Dental Emergencies

A dental emergency should receive prompt treatment. Here are a few examples of dental emergencies and why they are categorized as such.

Dislodged Teeth

A tooth can easily become dislodged by a traumatic force, such as a blow to the mouth from a fall. Once the tooth becomes detached from the gums, the soft tissues that are attached to the tooth begin to die. As a result, the longer that the tooth remains out its position in the mouth, the greater the likelihood that it will not reassimilate properly. Thus, immediate dental care is necessary to avoid the loss of the tooth. 

Once your tooth is dislodged, you should contact your dentist as soon as possible. Additionally, to keep the bits of tissue that are attached to the dislodged tooth moist and viable, you should keep the tooth in your mouth or place it in a container of milk until you reach the dental office. 

Cracked Teeth

A crack in a tooth can occur due to a weakened area of the tooth enamel or to an unusual amount of bite pressure. The condition may not seem serious at first. However, the crack may allow bacteria to enter the tooth.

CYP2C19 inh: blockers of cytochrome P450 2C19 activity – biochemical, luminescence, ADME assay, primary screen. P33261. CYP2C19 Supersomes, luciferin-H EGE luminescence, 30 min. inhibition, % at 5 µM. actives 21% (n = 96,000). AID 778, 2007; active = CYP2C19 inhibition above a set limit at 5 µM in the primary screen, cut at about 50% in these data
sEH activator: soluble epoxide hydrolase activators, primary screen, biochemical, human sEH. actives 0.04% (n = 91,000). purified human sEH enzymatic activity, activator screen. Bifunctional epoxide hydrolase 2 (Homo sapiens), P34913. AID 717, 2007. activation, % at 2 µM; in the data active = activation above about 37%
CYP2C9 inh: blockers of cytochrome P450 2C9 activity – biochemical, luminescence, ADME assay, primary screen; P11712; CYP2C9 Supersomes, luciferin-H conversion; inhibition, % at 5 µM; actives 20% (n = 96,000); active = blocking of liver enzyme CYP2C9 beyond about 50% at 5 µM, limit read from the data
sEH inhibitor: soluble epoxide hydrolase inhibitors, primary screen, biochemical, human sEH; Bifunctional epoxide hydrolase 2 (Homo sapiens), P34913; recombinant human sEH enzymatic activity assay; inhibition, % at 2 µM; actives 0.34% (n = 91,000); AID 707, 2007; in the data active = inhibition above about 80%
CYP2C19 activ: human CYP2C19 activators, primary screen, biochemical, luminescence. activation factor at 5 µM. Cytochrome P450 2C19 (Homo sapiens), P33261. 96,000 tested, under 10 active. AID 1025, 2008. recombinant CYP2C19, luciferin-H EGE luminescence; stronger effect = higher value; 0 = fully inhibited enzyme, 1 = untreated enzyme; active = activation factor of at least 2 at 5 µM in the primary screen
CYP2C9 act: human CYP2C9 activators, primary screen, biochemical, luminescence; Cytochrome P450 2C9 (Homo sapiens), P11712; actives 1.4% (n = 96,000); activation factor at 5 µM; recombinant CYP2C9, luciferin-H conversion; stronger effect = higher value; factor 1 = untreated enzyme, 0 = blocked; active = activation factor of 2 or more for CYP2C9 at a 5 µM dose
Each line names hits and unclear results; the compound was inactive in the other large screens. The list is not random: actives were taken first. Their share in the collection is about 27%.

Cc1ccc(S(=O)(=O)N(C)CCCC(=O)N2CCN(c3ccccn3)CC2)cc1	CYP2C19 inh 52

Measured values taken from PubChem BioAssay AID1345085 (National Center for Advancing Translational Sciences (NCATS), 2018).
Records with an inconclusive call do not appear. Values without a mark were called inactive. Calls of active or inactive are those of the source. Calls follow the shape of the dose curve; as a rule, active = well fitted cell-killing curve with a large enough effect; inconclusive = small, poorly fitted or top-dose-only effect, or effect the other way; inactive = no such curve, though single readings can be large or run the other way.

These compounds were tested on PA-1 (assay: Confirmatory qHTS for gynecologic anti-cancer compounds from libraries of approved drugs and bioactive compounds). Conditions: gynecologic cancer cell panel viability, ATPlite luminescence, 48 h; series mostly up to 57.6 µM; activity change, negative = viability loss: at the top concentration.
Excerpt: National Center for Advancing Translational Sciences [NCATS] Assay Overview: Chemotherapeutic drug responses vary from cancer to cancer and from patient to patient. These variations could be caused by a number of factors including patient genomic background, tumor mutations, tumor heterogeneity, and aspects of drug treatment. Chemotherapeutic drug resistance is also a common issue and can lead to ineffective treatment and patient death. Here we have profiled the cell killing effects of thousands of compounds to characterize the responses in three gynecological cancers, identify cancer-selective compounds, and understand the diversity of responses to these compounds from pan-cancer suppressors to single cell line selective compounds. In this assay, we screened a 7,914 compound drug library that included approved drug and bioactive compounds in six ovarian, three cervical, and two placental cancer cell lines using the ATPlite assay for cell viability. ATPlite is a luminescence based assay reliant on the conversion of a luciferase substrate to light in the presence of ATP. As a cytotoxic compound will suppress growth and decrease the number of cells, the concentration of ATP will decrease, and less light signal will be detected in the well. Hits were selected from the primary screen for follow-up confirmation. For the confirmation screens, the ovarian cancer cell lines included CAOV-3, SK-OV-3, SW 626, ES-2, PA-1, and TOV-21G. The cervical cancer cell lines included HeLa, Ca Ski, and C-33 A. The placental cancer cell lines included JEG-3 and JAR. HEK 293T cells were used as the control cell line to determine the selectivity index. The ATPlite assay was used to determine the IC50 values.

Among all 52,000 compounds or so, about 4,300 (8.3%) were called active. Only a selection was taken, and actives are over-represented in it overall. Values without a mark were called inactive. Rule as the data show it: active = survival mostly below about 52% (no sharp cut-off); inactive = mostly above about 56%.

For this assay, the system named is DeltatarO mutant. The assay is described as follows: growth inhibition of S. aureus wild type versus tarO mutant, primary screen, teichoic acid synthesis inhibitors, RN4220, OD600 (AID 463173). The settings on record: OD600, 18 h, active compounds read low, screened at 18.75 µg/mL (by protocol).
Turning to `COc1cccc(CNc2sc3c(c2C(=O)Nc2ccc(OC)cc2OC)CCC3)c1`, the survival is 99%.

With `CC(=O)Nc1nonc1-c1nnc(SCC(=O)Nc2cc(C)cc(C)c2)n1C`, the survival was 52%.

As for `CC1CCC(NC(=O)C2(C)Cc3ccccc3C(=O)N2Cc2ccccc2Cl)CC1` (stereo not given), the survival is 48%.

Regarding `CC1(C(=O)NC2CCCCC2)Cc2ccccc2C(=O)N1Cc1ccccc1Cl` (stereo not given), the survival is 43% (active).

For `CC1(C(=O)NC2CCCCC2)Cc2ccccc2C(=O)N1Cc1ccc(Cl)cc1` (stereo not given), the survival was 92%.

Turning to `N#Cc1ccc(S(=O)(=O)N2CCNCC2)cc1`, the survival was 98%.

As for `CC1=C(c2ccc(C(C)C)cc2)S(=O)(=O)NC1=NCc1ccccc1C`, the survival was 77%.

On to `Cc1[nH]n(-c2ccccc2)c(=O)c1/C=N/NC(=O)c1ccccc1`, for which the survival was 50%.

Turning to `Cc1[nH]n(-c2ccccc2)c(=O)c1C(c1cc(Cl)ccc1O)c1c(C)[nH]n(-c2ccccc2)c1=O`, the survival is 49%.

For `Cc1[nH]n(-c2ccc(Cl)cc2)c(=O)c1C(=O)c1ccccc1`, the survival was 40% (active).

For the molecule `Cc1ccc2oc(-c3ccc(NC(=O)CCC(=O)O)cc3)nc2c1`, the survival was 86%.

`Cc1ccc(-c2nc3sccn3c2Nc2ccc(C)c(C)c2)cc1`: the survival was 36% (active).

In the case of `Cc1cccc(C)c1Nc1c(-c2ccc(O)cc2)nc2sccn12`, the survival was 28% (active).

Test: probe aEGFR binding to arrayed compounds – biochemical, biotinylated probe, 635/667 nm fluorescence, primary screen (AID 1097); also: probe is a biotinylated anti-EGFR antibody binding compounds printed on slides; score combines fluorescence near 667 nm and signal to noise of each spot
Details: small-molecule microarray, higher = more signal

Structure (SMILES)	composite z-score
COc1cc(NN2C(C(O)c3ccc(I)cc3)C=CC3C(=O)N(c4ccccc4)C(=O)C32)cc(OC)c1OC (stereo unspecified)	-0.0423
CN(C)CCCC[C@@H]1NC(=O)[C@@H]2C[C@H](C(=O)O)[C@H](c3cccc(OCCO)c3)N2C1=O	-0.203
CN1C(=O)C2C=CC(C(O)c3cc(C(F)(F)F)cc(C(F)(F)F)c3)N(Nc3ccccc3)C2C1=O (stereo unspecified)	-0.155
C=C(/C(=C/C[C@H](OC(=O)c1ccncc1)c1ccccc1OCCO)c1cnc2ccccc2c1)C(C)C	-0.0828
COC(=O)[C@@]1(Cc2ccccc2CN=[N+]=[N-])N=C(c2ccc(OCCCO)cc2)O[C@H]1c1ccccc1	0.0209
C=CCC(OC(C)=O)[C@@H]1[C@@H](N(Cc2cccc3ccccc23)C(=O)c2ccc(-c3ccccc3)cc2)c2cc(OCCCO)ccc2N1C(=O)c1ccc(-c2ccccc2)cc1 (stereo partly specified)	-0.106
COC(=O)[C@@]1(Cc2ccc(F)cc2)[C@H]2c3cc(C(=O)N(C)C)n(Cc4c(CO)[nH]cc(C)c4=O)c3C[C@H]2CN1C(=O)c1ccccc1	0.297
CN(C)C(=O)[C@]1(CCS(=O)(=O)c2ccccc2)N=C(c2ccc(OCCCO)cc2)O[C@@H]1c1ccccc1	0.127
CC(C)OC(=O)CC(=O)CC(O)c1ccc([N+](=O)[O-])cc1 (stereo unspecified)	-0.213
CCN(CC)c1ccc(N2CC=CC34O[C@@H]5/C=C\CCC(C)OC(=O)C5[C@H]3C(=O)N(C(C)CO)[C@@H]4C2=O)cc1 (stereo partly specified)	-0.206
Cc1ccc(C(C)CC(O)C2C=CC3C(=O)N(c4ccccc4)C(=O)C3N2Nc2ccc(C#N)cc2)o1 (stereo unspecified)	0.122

Once oral microbes breach the surface of a tooth, they may infect the dental pulp, which is the living tissue inside the tooth. The pulp contains the nerves and blood vessels of the tooth. If the pulp becomes infected, it may lead to chronic dental pain, a jawbone infection, and possible tooth loss. 

The dentist can prevent an infection by promptly disinfecting the area surrounding the tooth and sealing the crack.

Extreme Tooth Pain

A toothache can occur because of dental sensitivity. Thus, it may result from simple activities, such as eating a bowl of ice cream. However, when tooth pain is severe and does not easily resolve, it could indicate a more serious condition, such as an abscessed tooth. 

An abscessed tooth occurs when a tooth becomes infected. The infection can spread to the bone of the jaw and may even enter the bloodstream to affect other areas of the body. 

Since you may not know the reason for your dental pain, if the discomfort does not diminish after taking over-the-counter pain medicines, you should contact your dentist. He or she can assess your mouth to determine the cause of your pain and treat it before the condition worsens. 

If you believe that you have a dental emergency, contact an emergency dental office like Centre Family Dentistry in your local area as soon as possible.